This week’s parashah begins with a rare example of actual prayer formula in ancient Israel. Most of the time, “prayer”, that is, seeking to communicate with G-d, was expressed in a non-verbal form, that of sacrifice. A close look at the book VaYikra (Leviticus) will demonstrate the truth my former teacher taught in his book The Sanctuary of Silence: the kohanim did not recite words when they brought the prescribed sacrifices, and neither did the Israelites who brought them.
This is different, and it’s worth considering why. Here’s how the parashat hashavua starts:
It shall be that when you come into the land which G-d is giving you as an inheritance, and you possess it and dwell there, you shall take the first of all your fruit of the earth that you have been given by G-d, and you shall put it in a basket. Bring it to the place that G-d chooses as a dwelling place for the Name. Go in unto the priest and recite: I proclaim this day unto ה your G-d that I am come into the land which G-d promised our ancestors to give us. – Devarim (Deuteronomy) 26.1-3
This is the model for the fall harvest later called Sukkot, which became the most significant holy day in the ritual calendar of ancient Israel. But let’s stay with the ancient words themselves. The great jurist and commentator Maimonides suggests the reason for this ritual is to reinforce Jewish ethics:
The first of everything is to be devoted to G-d, and by so doing we accustom ourselves to being generous and to limit our appetite for eating and our desire for property…it promotes humility as well. For the one who brings the first fruits takes the basket upon his shoulders and proclaims the kindness and goodness of G-d. This ceremony teaches us that it is essential in the service of G-d to recall previous experiences of suffering and distress in days of comfort. (Guide for the Perplexed, 3.39)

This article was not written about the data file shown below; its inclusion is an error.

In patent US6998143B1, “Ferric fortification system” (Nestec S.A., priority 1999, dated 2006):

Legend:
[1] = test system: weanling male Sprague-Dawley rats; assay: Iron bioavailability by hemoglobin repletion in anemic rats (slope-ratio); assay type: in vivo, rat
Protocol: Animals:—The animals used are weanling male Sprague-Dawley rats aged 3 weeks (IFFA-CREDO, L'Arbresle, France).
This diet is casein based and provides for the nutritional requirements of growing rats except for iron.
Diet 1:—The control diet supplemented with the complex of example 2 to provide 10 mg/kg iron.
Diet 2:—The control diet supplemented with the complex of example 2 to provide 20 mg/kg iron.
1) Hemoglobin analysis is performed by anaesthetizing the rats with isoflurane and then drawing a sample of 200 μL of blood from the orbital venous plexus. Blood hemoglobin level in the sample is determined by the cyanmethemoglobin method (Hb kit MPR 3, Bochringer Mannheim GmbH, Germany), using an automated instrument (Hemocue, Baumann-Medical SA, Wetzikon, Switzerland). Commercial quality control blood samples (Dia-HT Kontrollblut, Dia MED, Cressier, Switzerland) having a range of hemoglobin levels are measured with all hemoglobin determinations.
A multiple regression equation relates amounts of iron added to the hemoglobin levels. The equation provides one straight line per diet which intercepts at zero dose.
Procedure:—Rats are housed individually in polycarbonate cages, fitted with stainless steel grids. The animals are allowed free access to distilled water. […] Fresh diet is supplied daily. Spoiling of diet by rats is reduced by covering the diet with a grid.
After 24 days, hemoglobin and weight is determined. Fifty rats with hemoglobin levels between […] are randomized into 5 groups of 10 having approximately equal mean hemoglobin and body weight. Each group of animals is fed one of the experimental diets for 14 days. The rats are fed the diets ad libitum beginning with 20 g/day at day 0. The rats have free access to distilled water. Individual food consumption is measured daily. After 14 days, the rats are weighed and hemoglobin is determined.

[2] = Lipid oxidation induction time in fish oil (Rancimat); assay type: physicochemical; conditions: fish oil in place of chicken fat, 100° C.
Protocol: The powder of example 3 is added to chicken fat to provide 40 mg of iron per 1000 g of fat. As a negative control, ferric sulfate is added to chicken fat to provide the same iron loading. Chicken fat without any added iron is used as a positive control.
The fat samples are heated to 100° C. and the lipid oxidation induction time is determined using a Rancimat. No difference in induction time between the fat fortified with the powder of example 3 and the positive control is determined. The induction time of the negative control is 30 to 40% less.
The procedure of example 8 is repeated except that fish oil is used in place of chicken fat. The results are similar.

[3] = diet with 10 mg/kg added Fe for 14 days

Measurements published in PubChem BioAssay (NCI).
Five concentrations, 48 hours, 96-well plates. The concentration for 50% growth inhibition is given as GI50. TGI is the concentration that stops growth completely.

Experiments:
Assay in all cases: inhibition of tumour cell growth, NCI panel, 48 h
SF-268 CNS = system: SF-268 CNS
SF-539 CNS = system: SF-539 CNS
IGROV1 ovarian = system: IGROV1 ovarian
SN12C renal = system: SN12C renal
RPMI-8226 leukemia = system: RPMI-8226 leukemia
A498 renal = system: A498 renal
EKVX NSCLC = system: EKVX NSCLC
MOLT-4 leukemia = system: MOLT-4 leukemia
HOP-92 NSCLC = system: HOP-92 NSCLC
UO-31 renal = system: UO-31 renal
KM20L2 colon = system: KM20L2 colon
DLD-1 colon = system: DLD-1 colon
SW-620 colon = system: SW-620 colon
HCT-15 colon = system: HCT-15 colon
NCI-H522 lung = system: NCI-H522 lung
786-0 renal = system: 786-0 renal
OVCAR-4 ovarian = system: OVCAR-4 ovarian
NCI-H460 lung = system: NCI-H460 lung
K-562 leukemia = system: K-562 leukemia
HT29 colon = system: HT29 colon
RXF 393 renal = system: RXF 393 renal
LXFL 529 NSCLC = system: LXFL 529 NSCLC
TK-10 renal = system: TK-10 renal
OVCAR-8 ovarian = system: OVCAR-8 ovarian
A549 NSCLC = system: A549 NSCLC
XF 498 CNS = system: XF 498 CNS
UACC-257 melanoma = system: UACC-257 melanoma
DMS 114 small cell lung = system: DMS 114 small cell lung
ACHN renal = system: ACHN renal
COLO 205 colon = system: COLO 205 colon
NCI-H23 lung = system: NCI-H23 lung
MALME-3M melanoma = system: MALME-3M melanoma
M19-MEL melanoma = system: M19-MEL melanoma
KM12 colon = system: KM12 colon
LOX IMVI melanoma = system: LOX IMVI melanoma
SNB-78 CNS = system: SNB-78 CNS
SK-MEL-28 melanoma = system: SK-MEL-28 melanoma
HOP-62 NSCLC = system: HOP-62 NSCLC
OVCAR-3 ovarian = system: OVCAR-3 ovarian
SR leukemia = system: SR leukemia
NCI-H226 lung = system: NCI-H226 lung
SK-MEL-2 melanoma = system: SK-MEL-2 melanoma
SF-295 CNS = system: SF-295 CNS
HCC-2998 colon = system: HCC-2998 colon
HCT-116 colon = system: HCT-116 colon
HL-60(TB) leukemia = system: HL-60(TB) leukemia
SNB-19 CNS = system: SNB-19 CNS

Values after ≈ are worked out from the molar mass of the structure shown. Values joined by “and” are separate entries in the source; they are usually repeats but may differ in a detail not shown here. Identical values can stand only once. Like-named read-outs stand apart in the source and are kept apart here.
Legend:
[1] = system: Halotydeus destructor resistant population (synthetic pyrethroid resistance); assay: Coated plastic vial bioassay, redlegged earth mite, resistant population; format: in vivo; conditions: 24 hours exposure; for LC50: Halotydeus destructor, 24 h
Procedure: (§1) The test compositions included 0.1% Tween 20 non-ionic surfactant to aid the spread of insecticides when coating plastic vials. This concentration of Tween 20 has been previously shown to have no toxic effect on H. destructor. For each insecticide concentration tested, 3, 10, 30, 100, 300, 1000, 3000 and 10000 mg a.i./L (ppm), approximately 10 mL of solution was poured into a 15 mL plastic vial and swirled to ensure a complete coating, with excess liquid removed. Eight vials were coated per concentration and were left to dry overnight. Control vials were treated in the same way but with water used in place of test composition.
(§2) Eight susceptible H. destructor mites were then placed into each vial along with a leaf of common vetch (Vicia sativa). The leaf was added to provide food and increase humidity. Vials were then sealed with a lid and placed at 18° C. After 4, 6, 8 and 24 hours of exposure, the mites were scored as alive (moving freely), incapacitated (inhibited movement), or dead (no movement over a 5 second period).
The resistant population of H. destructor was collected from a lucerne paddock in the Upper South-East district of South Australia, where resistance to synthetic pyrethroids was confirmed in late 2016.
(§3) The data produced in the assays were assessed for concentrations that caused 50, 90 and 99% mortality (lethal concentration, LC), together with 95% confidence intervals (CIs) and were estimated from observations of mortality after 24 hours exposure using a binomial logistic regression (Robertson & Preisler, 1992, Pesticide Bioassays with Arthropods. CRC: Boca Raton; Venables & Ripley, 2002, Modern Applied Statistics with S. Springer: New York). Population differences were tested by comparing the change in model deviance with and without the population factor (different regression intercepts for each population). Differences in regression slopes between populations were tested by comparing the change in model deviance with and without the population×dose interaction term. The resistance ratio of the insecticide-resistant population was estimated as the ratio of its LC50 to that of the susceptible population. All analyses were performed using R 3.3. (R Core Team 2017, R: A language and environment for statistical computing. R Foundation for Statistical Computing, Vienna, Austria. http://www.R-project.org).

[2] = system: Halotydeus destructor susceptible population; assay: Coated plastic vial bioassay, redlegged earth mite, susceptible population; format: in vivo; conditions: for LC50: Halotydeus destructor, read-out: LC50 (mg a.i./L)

This parashah and Maimonides both call out to us every bit as clearly as the sound of the Shofar, the voice we hear calling us to account every day during the month of Elul. We must realize:
1. one cannot come before G-d without being ready to answer for that which one has inherited.
2. one does not come empty handed. One’s acts speak for themselves.
3. one must come in humility and awareness of suffering for one’s offering to be accepted.
As we prepare to stand before G-d ourselves soon, during the High Holy Days and then immediately afterward with our own observance of the harvest festival of Sukkot, we are naturally inclined to take a good look at ourselves and what we bring. Consider yourself as the inheritor of that ancient Israelite farmer: what are the fruits of your labor? what is in your hands, figuratively speaking, when you come to the place where the Name is found for you? What does it mean for your offering to be accepted? Who are you when you stand before G-d?
I offer you the powerful poem attached as you consider, on this Shabbat which is more than halfway through the month of Elul, who it is standing there when you come before G-d on Rosh HaShanah and Yom Kippur, and all the days to come of 5775.